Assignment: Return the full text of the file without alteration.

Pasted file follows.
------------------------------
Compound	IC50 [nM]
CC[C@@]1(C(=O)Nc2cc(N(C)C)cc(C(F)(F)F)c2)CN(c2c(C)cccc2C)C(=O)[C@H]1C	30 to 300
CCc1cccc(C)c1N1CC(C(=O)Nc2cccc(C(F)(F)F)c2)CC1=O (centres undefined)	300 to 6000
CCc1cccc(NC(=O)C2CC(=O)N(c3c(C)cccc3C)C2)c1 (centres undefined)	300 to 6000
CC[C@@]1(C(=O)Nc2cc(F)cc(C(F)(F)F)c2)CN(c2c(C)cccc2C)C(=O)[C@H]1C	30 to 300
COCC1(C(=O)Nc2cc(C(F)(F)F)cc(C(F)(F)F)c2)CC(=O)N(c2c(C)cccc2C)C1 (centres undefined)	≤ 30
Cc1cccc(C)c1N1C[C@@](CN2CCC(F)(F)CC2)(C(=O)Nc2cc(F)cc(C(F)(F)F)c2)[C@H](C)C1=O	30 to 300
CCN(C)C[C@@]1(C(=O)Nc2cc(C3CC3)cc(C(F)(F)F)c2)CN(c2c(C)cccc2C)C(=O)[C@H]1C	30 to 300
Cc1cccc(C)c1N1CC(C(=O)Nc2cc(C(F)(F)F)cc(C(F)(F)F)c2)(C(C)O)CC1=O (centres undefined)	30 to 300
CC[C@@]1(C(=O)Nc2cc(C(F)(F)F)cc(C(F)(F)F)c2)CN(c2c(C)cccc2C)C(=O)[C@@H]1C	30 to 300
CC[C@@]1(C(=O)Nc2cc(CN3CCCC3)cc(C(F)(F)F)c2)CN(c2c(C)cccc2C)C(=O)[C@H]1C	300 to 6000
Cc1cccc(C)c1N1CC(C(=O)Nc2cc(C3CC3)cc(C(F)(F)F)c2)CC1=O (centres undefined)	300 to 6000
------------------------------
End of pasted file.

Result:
Compound	IC50 [nM]
CC[C@@]1(C(=O)Nc2cc(N(C)C)cc(C(F)(F)F)c2)CN(c2c(C)cccc2C)C(=O)[C@H]1C	30 to 300
CCc1cccc(C)c1N1CC(C(=O)Nc2cccc(C(F)(F)F)c2)CC1=O (centres undefined)	300 to 6000
CCc1cccc(NC(=O)C2CC(=O)N(c3c(C)cccc3C)C2)c1 (centres undefined)	300 to 6000
CC[C@@]1(C(=O)Nc2cc(F)cc(C(F)(F)F)c2)CN(c2c(C)cccc2C)C(=O)[C@H]1C	30 to 300
COCC1(C(=O)Nc2cc(C(F)(F)F)cc(C(F)(F)F)c2)CC(=O)N(c2c(C)cccc2C)C1 (centres undefined)	≤ 30
Cc1cccc(C)c1N1C[C@@](CN2CCC(F)(F)CC2)(C(=O)Nc2cc(F)cc(C(F)(F)F)c2)[C@H](C)C1=O	30 to 300
CCN(C)C[C@@]1(C(=O)Nc2cc(C3CC3)cc(C(F)(F)F)c2)CN(c2c(C)cccc2C)C(=O)[C@H]1C	30 to 300
Cc1cccc(C)c1N1CC(C(=O)Nc2cc(C(F)(F)F)cc(C(F)(F)F)c2)(C(C)O)CC1=O (centres undefined)	30 to 300
CC[C@@]1(C(=O)Nc2cc(C(F)(F)F)cc(C(F)(F)F)c2)CN(c2c(C)cccc2C)C(=O)[C@@H]1C	30 to 300
CC[C@@]1(C(=O)Nc2cc(CN3CCCC3)cc(C(F)(F)F)c2)CN(c2c(C)cccc2C)C(=O)[C@H]1C	300 to 6000
Cc1cccc(C)c1N1CC(C(=O)Nc2cc(C3CC3)cc(C(F)(F)F)c2)CC1=O (centres undefined)	300 to 6000